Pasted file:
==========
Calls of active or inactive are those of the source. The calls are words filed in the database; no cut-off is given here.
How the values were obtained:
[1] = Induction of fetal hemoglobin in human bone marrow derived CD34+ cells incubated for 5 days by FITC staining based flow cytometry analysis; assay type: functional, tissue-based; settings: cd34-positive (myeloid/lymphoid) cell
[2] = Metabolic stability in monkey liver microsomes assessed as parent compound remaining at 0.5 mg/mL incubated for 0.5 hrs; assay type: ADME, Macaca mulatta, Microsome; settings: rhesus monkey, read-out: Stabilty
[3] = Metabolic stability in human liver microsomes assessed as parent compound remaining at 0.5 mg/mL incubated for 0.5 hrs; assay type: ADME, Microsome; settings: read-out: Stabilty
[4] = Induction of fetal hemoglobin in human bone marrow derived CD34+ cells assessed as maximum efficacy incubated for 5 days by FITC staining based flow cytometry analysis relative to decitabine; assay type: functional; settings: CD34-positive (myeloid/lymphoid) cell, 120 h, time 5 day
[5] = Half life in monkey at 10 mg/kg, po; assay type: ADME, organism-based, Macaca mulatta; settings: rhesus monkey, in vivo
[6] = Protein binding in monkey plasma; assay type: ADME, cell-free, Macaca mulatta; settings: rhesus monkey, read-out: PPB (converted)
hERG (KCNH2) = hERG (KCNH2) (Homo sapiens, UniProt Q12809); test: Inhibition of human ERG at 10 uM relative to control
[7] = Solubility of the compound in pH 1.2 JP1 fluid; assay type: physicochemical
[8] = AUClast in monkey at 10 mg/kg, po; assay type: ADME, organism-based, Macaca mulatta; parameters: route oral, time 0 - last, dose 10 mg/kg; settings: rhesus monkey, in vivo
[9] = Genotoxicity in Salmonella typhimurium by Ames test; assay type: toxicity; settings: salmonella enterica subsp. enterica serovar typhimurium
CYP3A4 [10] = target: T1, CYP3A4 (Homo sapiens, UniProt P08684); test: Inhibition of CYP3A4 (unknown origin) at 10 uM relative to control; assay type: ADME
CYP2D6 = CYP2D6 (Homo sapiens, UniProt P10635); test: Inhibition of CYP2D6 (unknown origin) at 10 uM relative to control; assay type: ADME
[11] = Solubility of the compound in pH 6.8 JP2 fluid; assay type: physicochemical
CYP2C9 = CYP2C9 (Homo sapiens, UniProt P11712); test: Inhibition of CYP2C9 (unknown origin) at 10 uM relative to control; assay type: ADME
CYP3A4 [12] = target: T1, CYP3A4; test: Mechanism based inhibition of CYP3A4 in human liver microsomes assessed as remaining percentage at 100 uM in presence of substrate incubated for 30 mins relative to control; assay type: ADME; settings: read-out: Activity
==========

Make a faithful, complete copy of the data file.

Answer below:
Calls of active or inactive are those of the source. The calls are words filed in the database; no cut-off is given here.
How the values were obtained:
[1] = Induction of fetal hemoglobin in human bone marrow derived CD34+ cells incubated for 5 days by FITC staining based flow cytometry analysis; assay type: functional, tissue-based; settings: cd34-positive (myeloid/lymphoid) cell
[2] = Metabolic stability in monkey liver microsomes assessed as parent compound remaining at 0.5 mg/mL incubated for 0.5 hrs; assay type: ADME, Macaca mulatta, Microsome; settings: rhesus monkey, read-out: Stabilty
[3] = Metabolic stability in human liver microsomes assessed as parent compound remaining at 0.5 mg/mL incubated for 0.5 hrs; assay type: ADME, Microsome; settings: read-out: Stabilty
[4] = Induction of fetal hemoglobin in human bone marrow derived CD34+ cells assessed as maximum efficacy incubated for 5 days by FITC staining based flow cytometry analysis relative to decitabine; assay type: functional; settings: CD34-positive (myeloid/lymphoid) cell, 120 h, time 5 day
[5] = Half life in monkey at 10 mg/kg, po; assay type: ADME, organism-based, Macaca mulatta; settings: rhesus monkey, in vivo
[6] = Protein binding in monkey plasma; assay type: ADME, cell-free, Macaca mulatta; settings: rhesus monkey, read-out: PPB (converted)
hERG (KCNH2) = hERG (KCNH2) (Homo sapiens, UniProt Q12809); test: Inhibition of human ERG at 10 uM relative to control
[7] = Solubility of the compound in pH 1.2 JP1 fluid; assay type: physicochemical
[8] = AUClast in monkey at 10 mg/kg, po; assay type: ADME, organism-based, Macaca mulatta; parameters: route oral, time 0 - last, dose 10 mg/kg; settings: rhesus monkey, in vivo
[9] = Genotoxicity in Salmonella typhimurium by Ames test; assay type: toxicity; settings: salmonella enterica subsp. enterica serovar typhimurium
CYP3A4 [10] = target: T1, CYP3A4 (Homo sapiens, UniProt P08684); test: Inhibition of CYP3A4 (unknown origin) at 10 uM relative to control; assay type: ADME
CYP2D6 = CYP2D6 (Homo sapiens, UniProt P10635); test: Inhibition of CYP2D6 (unknown origin) at 10 uM relative to control; assay type: ADME
[11] = Solubility of the compound in pH 6.8 JP2 fluid; assay type: physicochemical
CYP2C9 = CYP2C9 (Homo sapiens, UniProt P11712); test: Inhibition of CYP2C9 (unknown origin) at 10 uM relative to control; assay type: ADME
CYP3A4 [12] = target: T1, CYP3A4; test: Mechanism based inhibition of CYP3A4 in human liver microsomes assessed as remaining percentage at 100 uM in presence of substrate incubated for 30 mins relative to control; assay type: ADME; settings: read-out: Activity